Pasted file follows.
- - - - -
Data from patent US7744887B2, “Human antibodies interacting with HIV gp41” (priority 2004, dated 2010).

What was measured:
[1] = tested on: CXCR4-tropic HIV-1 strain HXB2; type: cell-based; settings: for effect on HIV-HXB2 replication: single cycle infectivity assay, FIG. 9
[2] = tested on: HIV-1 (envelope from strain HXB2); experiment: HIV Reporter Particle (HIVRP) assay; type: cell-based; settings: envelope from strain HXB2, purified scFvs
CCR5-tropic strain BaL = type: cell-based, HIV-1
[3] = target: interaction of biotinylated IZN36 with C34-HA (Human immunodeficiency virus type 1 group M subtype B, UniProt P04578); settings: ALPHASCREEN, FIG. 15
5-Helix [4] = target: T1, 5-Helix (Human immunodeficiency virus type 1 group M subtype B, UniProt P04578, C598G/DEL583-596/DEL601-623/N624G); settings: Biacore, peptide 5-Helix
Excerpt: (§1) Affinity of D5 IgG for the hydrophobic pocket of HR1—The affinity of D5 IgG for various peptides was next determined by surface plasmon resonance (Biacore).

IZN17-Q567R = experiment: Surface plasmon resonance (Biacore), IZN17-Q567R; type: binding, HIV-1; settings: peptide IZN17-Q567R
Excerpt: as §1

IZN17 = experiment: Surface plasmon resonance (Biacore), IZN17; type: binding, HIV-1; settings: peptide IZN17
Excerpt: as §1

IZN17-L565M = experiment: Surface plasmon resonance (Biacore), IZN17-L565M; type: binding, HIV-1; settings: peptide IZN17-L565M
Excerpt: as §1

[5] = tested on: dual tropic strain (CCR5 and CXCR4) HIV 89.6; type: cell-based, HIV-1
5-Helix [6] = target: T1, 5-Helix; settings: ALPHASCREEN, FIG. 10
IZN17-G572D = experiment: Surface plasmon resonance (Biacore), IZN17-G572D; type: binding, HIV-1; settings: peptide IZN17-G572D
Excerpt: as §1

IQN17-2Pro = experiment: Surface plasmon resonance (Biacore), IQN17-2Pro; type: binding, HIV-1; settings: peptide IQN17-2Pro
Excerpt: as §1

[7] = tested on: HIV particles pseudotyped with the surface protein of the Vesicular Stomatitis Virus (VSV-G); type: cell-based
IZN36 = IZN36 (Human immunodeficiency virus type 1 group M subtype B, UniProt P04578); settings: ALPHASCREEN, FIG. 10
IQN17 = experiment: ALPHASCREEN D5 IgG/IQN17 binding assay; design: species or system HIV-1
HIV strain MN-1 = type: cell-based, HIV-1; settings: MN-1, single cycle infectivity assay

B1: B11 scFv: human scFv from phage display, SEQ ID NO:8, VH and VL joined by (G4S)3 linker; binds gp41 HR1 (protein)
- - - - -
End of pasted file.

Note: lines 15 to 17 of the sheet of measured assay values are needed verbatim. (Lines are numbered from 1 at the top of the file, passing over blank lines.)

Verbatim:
[5] = tested on: dual tropic strain (CCR5 and CXCR4) HIV 89.6; type: cell-based, HIV-1
5-Helix [6] = target: T1, 5-Helix; settings: ALPHASCREEN, FIG. 10
IZN17-G572D = experiment: Surface plasmon resonance (Biacore), IZN17-G572D; type: binding, HIV-1; settings: peptide IZN17-G572D